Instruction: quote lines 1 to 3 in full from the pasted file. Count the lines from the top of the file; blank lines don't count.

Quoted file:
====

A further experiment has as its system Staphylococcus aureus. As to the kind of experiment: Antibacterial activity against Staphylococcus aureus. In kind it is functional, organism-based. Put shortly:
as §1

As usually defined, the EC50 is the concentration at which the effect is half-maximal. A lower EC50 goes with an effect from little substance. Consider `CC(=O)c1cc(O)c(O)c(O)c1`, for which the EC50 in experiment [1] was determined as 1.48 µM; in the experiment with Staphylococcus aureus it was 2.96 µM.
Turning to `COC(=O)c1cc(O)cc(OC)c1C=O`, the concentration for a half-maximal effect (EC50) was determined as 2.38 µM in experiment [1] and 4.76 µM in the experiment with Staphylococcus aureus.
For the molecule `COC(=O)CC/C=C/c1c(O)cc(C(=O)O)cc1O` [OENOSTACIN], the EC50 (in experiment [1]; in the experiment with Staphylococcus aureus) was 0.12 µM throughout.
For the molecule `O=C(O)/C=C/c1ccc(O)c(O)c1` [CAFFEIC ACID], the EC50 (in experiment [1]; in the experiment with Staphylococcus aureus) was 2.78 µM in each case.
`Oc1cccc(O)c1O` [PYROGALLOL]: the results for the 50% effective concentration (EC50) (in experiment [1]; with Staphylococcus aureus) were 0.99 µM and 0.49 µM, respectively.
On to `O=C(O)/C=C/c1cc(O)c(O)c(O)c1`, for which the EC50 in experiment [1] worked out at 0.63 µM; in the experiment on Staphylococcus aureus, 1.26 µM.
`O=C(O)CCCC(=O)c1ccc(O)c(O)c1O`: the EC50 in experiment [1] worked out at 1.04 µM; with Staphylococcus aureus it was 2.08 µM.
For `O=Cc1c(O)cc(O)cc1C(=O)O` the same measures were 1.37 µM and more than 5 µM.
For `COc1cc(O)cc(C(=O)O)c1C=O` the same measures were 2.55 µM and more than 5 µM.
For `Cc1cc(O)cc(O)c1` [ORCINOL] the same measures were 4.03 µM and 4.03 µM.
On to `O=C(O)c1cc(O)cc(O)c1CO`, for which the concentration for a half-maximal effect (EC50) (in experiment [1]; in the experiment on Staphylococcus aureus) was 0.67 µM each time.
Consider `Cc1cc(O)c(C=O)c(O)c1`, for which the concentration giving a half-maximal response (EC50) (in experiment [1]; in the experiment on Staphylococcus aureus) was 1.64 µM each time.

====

A further experiment has as its system Staphylococcus aureus. As to the kind of experiment: Antibacterial activity against Staphylococcus aureus. In kind it is functional, organism-based. Put shortly:
as §1

As usually defined, the EC50 is the concentration at which the effect is half-maximal. A lower EC50 goes with an effect from little substance. Consider `CC(=O)c1cc(O)c(O)c(O)c1`, for which the EC50 in experiment [1] was determined as 1.48 µM; in the experiment with Staphylococcus aureus it was 2.96 µM.